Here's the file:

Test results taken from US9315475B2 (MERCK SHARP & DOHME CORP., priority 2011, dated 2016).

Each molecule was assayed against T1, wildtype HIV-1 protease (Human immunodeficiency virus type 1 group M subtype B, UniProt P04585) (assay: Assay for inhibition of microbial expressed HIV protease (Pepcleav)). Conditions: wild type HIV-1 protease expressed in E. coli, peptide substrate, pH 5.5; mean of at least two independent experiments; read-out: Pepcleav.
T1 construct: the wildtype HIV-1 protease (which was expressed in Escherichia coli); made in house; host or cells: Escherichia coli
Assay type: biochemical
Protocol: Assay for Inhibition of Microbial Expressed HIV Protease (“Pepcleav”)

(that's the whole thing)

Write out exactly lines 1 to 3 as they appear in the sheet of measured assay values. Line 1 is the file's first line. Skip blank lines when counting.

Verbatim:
Test results taken from US9315475B2 (MERCK SHARP & DOHME CORP., priority 2011, dated 2016).

Each molecule was assayed against T1, wildtype HIV-1 protease (Human immunodeficiency virus type 1 group M subtype B, UniProt P04585) (assay: Assay for inhibition of microbial expressed HIV protease (Pepcleav)). Conditions: wild type HIV-1 protease expressed in E. coli, peptide substrate, pH 5.5; mean of at least two independent experiments; read-out: Pepcleav.
T1 construct: the wildtype HIV-1 protease (which was expressed in Escherichia coli); made in house; host or cells: Escherichia coli